The recent article in a mainstream Swedish newspaper claiming that Israeli soldiers harvested body organs from Palestinians, has many in Sweden’s Jewish community deeply concerned.
Sweden’s government refused to condemn the journalist’s unsubstantiated claims, and when the country’s ambassador to Israel, Elisabet Borsiin Bonnier, expressed her own shock at the report, she was criticized for voicing her opinion.
Unfortunately, says Leah Namdar, Chabad representative to Sweden and a resident of Gothenburg for the past 18 years, in a country where the media tends to be consistently anti-Israel, “none of this is surprising.”
“This is a modern-day blood libel reminiscent of the blood in the matzah accusations, and should be dealt with directly.”
A vicious report like this means that the Chabad representatives, working to raise Jewish pride in a pervasively anti-religious environment where Jews often feel isolated, now have the additional task of pointing out to people who may not know better, that the accusations in this report are not true.
While in this particular case, says Leah, it’s obvious that the media went too far, “the dangerous little lies that are published about Israel on a consistent basis, slowly seep into the consciousness here.
“There is always the concern that some Jews who are far removed from Jewish life will believe this. We have to do everything to fight it.”
Inundated with calls from concerned members within the Jewish community, the Namdars are organizing a Jewish solidarity Shabbat event. In a play on Aftonbladet, Swedish for “evening paper”– the name of the now infamous newspaper that ran the story– Chabad of Gothenburg sent email invites to the entire Jewish community for a Shabbat “Afton” of Jewish Pride, and are expecting a good turnout.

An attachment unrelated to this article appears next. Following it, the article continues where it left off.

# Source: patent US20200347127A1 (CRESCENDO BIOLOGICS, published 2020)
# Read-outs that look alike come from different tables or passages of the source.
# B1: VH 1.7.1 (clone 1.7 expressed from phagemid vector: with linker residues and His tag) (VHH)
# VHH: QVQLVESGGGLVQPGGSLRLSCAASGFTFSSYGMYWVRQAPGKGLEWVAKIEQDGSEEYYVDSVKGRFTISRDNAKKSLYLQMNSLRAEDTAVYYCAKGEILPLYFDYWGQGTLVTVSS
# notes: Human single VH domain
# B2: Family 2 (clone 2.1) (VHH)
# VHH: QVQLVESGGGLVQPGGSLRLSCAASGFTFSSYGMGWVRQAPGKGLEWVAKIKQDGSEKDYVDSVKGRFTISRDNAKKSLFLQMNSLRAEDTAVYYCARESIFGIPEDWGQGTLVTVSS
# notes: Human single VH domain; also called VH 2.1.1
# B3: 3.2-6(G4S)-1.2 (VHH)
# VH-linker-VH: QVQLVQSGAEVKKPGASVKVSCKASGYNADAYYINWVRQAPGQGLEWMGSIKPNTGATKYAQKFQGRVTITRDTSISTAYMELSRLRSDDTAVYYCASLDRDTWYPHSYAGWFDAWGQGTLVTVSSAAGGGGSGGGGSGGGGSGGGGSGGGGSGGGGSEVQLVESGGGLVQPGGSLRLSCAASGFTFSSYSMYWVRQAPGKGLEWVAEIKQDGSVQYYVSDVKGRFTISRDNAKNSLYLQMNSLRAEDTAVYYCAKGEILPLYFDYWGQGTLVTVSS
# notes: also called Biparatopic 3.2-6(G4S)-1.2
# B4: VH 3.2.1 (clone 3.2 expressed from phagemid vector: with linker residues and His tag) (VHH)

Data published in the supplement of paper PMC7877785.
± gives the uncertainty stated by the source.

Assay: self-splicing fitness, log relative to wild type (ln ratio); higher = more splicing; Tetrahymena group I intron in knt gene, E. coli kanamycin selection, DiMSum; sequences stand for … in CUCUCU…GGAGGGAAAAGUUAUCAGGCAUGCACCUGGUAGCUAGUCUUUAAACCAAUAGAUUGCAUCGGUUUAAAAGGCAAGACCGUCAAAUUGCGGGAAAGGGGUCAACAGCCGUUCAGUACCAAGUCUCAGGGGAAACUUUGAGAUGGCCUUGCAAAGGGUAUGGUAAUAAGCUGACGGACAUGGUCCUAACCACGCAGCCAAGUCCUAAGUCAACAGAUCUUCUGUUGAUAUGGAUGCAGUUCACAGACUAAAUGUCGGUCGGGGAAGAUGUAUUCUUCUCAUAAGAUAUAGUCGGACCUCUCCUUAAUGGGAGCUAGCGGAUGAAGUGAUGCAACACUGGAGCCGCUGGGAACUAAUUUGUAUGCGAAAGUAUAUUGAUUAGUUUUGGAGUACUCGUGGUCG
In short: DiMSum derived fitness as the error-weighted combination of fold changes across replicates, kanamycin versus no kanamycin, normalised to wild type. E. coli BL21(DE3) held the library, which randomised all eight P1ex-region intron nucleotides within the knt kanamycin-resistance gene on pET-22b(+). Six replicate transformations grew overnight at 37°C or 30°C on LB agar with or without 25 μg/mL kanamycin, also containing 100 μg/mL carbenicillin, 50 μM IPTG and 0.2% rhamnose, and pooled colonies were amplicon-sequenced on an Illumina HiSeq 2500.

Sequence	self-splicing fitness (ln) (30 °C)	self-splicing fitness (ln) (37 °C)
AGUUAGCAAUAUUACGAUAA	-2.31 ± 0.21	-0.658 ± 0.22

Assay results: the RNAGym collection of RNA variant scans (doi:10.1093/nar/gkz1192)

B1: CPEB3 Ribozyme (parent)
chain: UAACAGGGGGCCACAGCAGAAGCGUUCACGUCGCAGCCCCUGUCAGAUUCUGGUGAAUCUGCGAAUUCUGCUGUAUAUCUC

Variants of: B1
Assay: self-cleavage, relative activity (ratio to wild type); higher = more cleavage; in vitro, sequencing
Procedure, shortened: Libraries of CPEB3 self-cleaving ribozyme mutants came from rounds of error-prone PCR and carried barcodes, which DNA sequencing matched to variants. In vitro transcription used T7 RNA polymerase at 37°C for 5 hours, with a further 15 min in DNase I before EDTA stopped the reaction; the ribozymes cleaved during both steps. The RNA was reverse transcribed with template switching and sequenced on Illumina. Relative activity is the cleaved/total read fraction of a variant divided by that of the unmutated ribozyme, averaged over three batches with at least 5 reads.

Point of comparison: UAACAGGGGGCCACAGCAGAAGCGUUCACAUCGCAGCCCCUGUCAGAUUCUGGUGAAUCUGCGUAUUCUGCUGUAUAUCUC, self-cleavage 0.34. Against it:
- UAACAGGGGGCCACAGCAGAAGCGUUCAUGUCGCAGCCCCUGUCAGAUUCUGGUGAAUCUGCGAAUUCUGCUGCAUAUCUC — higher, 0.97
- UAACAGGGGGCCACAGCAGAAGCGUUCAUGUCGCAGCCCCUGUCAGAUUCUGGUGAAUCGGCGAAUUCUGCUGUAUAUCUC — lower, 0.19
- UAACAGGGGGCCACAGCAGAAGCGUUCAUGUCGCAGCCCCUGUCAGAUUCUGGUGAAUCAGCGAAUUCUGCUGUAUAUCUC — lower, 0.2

“At the moment, our efforts are focused on encouraging and supporting the Jewish community here, and on positive ways to strengthen faith and Jewish pride,” says Rabbi Alexander Namdar.
“If there is an increase in [spiritual] darkness in Sweden, this is a sign that we have to add more light, more positive actions for the Jewish community. More togetherness and joy. If a few words can cause such an uproar, imagine how much of a difference our positive words and actions can make.”
Rabbi Alex and Leah were the first Chabad representatives to Sweden, where Jewish populations figures are estimated at around 17,000. Under their leadership, Chabad has since come to Stockholm and Malmo, and there are now centers in Denmark, Finland and Norway.
After nearly two decades working as religious representatives in Sweden’s entrenched atheistic culture, (recently reflected in an ad campaign in which posters plastered all over Gothenburg declared, “God Does Not Exist”), the Namdars say they will work even harder to inspire Jewish commitment here.
That’s no small challenge in an environment where, says Leah, “Thou Shalt Not Be Different,” is a cardinal principal. But as parents of 11 children, the Namdars set an example, begining with their own family. In Sweden, as in other parts of Europe, where many try to keep a low Jewish profile, the Namdar boys always go out with their kippahs exposed.
“We don’t ever want our children to feel that they need to hide their Jewishness,” says Leah.
If there’s a silver lining in this disturbing story, the Chabad representatives say they hope it will awaken the identity of Jews.
“Though we prefer to promote Jewish identity through positive events, the fact is that whenever there is a war in Israel and anti-Israel sentiment in Sweden surges, Jews are forced to come face to face with their identity and take a position. Most do take Israel’s side.”
As for Leah’s message to Sweden’s prejudiced media, she rejects the idea of distinguishing between the Jewish people and Israel.
“An attack on Israel is an attack on the Jewish people. You can’t separate the two. Israel is one with us, and we are one with Israel. We are together in this. We will keep working to strengthen the bond of the Jewish people here with Israel.”